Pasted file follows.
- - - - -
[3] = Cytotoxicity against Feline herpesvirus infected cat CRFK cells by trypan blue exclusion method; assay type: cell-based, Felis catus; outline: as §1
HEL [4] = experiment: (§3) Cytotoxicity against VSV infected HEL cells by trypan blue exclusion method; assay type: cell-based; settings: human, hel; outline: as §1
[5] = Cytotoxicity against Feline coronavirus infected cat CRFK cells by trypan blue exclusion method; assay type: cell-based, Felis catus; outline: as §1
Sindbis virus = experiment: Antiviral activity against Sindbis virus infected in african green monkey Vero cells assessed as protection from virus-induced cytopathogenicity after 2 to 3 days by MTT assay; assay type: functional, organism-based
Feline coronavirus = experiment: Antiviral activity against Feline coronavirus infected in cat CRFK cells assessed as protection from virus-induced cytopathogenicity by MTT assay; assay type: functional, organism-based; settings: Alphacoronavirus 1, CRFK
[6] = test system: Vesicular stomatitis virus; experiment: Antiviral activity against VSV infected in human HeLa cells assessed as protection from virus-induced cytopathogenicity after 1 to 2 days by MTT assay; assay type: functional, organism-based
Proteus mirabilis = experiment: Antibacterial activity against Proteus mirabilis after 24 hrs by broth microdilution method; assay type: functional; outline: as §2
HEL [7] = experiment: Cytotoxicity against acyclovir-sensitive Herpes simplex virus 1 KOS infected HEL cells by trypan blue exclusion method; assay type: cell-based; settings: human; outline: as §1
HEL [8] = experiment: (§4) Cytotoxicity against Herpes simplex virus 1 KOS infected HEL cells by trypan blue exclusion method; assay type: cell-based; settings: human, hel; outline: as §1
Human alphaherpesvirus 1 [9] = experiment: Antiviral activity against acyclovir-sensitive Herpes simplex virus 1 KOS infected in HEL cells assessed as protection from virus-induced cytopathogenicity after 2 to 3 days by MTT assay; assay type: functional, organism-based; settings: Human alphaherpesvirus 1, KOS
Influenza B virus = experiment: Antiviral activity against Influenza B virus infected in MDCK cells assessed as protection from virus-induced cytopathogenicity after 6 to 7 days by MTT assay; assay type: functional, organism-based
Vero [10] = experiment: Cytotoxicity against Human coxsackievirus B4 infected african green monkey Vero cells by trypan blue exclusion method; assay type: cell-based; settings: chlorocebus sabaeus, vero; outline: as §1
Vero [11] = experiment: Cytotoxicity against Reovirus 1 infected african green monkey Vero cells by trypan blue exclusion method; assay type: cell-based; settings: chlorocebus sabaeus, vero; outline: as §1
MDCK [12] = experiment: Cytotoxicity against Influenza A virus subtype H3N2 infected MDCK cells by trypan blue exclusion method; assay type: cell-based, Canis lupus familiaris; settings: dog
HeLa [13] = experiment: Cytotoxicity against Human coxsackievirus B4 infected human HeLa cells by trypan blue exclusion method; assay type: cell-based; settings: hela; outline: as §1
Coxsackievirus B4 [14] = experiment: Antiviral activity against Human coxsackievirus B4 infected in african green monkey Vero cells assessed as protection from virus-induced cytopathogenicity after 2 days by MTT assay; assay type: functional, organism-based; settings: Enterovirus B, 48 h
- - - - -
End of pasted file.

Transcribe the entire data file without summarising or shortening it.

[3] = Cytotoxicity against Feline herpesvirus infected cat CRFK cells by trypan blue exclusion method; assay type: cell-based, Felis catus; outline: as §1
HEL [4] = experiment: (§3) Cytotoxicity against VSV infected HEL cells by trypan blue exclusion method; assay type: cell-based; settings: human, hel; outline: as §1
[5] = Cytotoxicity against Feline coronavirus infected cat CRFK cells by trypan blue exclusion method; assay type: cell-based, Felis catus; outline: as §1
Sindbis virus = experiment: Antiviral activity against Sindbis virus infected in african green monkey Vero cells assessed as protection from virus-induced cytopathogenicity after 2 to 3 days by MTT assay; assay type: functional, organism-based
Feline coronavirus = experiment: Antiviral activity against Feline coronavirus infected in cat CRFK cells assessed as protection from virus-induced cytopathogenicity by MTT assay; assay type: functional, organism-based; settings: Alphacoronavirus 1, CRFK
[6] = test system: Vesicular stomatitis virus; experiment: Antiviral activity against VSV infected in human HeLa cells assessed as protection from virus-induced cytopathogenicity after 1 to 2 days by MTT assay; assay type: functional, organism-based
Proteus mirabilis = experiment: Antibacterial activity against Proteus mirabilis after 24 hrs by broth microdilution method; assay type: functional; outline: as §2
HEL [7] = experiment: Cytotoxicity against acyclovir-sensitive Herpes simplex virus 1 KOS infected HEL cells by trypan blue exclusion method; assay type: cell-based; settings: human; outline: as §1
HEL [8] = experiment: (§4) Cytotoxicity against Herpes simplex virus 1 KOS infected HEL cells by trypan blue exclusion method; assay type: cell-based; settings: human, hel; outline: as §1
Human alphaherpesvirus 1 [9] = experiment: Antiviral activity against acyclovir-sensitive Herpes simplex virus 1 KOS infected in HEL cells assessed as protection from virus-induced cytopathogenicity after 2 to 3 days by MTT assay; assay type: functional, organism-based; settings: Human alphaherpesvirus 1, KOS
Influenza B virus = experiment: Antiviral activity against Influenza B virus infected in MDCK cells assessed as protection from virus-induced cytopathogenicity after 6 to 7 days by MTT assay; assay type: functional, organism-based
Vero [10] = experiment: Cytotoxicity against Human coxsackievirus B4 infected african green monkey Vero cells by trypan blue exclusion method; assay type: cell-based; settings: chlorocebus sabaeus, vero; outline: as §1
Vero [11] = experiment: Cytotoxicity against Reovirus 1 infected african green monkey Vero cells by trypan blue exclusion method; assay type: cell-based; settings: chlorocebus sabaeus, vero; outline: as §1
MDCK [12] = experiment: Cytotoxicity against Influenza A virus subtype H3N2 infected MDCK cells by trypan blue exclusion method; assay type: cell-based, Canis lupus familiaris; settings: dog
HeLa [13] = experiment: Cytotoxicity against Human coxsackievirus B4 infected human HeLa cells by trypan blue exclusion method; assay type: cell-based; settings: hela; outline: as §1
Coxsackievirus B4 [14] = experiment: Antiviral activity against Human coxsackievirus B4 infected in african green monkey Vero cells assessed as protection from virus-induced cytopathogenicity after 2 days by MTT assay; assay type: functional, organism-based; settings: Enterovirus B, 48 h